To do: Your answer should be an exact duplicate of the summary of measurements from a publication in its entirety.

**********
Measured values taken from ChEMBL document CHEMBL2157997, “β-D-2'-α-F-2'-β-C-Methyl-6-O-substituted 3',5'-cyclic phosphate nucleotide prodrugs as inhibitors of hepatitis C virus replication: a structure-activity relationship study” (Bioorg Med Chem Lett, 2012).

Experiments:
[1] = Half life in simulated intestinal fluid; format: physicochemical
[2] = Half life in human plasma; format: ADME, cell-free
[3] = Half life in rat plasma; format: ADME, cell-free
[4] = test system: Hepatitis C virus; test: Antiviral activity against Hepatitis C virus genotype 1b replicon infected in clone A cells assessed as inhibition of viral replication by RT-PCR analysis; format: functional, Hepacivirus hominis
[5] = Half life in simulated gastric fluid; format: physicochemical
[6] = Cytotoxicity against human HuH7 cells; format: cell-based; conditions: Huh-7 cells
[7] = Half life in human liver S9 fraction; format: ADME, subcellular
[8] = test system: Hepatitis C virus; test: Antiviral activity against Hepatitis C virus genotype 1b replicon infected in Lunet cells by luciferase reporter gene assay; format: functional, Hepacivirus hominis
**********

Measured values taken from ChEMBL document CHEMBL2157997, “β-D-2'-α-F-2'-β-C-Methyl-6-O-substituted 3',5'-cyclic phosphate nucleotide prodrugs as inhibitors of hepatitis C virus replication: a structure-activity relationship study” (Bioorg Med Chem Lett, 2012).

Experiments:
[1] = Half life in simulated intestinal fluid; format: physicochemical
[2] = Half life in human plasma; format: ADME, cell-free
[3] = Half life in rat plasma; format: ADME, cell-free
[4] = test system: Hepatitis C virus; test: Antiviral activity against Hepatitis C virus genotype 1b replicon infected in clone A cells assessed as inhibition of viral replication by RT-PCR analysis; format: functional, Hepacivirus hominis
[5] = Half life in simulated gastric fluid; format: physicochemical
[6] = Cytotoxicity against human HuH7 cells; format: cell-based; conditions: Huh-7 cells
[7] = Half life in human liver S9 fraction; format: ADME, subcellular
[8] = test system: Hepatitis C virus; test: Antiviral activity against Hepatitis C virus genotype 1b replicon infected in Lunet cells by luciferase reporter gene assay; format: functional, Hepacivirus hominis